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Archive: March 20, 2003

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Thursday,  03/20/03  01:20 AM

Aha!  Robert Scoble has stepped boldly into the breach, and explains .NET

According to Robert .NET is three different things:

  1. .NET is a programming platform.  As Robert describes it, .NET is a different way to create OCXs, that is, the newest incarnation of COM.  (It took me a long time to get COM, too.)  There are two parts, a framework (APIs?) and a runtime (the infamous 20MB .NET CLR).  Okay, I get this.
  2. .NET is a set of protocols.  Basically SOAP.  Okay, I know SOAP, it is like XML-RPC.  I find XML-RPC to be cleaner than SOAP <sorry;>, but I get this.
  3. .NET is marketing.  This is the part which probably threw me, and others also.  I'm fine with marketing, but labelling stuff with a "brand" which doesn't have an anchor is silly.  Not to mention it dilutes the brand, and it confuses people :)

This actually helps, thanks, Robert.  Microsoft should copy your post to the top of their What is .NET page.  And the GotDotNet guys should, too.  I still think .NET is a crummy name, OLE was better ;)

I'm going to mull this over; I'm not ready to say "I get .NET" - yet.


Starting to Get .NET

Thursday,  03/20/03  08:42 PM

I've had a number of interesting responses to my I Don't Get .NET post.  (Along with Scoble, I'd single out the thoughtful input from Mike Amundsen.)  What is striking is that every email contains a bulleted list.  So one part of my confusion is explained - .NET is not one thing, it is several things.  That is a strange branding decision by Microsoft, but so was picking .NET as the name.  I guess time will tell whether they can overcome poor marketing with good technology.

Everyone agrees that .NET is at least two things:

  • A development environment.  Programming tools (VS.NET), a set of APIs (the .NET framework), and a runtime library (the .NET CLR).  I'm going to lump support for XML and SOAP in here as well; they are data and message formats supported in the environment.
  • A marketing concept.  Apparently Microsoft wants to position .NET as a follow on concept to "Windows", although .NET is not an operating system.  Windows is a platform for running software, and the idea seems to be that .NET is a platform for running software also.  Interesting.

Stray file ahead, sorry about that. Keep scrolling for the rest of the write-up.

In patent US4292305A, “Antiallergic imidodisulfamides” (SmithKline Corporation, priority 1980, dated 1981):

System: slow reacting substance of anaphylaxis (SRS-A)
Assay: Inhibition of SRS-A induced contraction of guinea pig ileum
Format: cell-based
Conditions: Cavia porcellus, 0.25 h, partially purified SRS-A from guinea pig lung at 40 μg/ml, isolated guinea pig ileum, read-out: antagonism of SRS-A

There may be other things also under the .NET umbrella.  The brand seems a little slippery, I think out of the blocks just about everything which came from Redmond was suddenly part of .NET, and lately they’ve been crisper.  Like Windows 2003 server is now NOT being called .NET anymore.

As the fog clears, there is actually less to this than I thought.  Perhaps that's what Microsoft wants...

So here's the net net on .NET:

.NET is a development environment positioned as a follow on platform to Windows.

Thanks everyone, I may not have it exactly, but I'm starting to get .NET.


Thursday,  03/20/03  09:15 PM

Today was the first day of Spring.  I celebrated with a bike ride.  It was a nice break from worrying about the world.

I watched the war on TV for a while today.  Most of the talk was about the technology used for reporting, like how amazing is it that we can send live TV from the Iraqi desert back to the U.S.  This did not impress me.  I was struck by how little actual reporting was taking place.

You want reporting, check this out.  BBC has a "reporters log" where all their correspondents post snippets of news as they're happening.  Should call it a reporters blog.  (Strangely, this page's URL changes with each post.  So you have to go to this page, hit refresh, then click on the "war diaries" link.  Sigh.)  This is much better reporting than you'd get from, say, the N.Y.Times website.  What's really interesting is that "the media" are adopting the blogging style.  Inside Ventura County has a great war blog (I live in Ventura County, BTW).  I think Dave's bet is looking good.  So does Reuters (looking way better than AP in this war, IMHO.)  So does the L.A.Times, amazingly...  (Remember, LAT links turn into fairy dust after 7 days.)

Just stumbled across John Lemon's Barrel of Fish.  Good stuff.  Sample: "Chirac shouldn't have any trouble saving face, since he has two of them".

Another good blog is the Strategy Page.  Sample: "The top three nations to whom Iraq owes money: Russia ($25B), France ($5B), and China ($5B)."  { Gee, I've read about those three nations somewhere before...  Note those are Bs, not Ms. }

I had missed this, but just found it; Tim Bray writes XML is Too Hard for Programmers.  Yep, it is.  And you know what that means, don't you?  (Hint: W=UH)

So, are you ready for some cricket?  I didn't think so.  But it is actually a fascinating sport, with its own language, and if you didn't know India is meeting Australia in the World Cup finals this Sunday.  I don't think it is Tivo-able, if anyone knows of a way to watch this in Southern California, please let me know.


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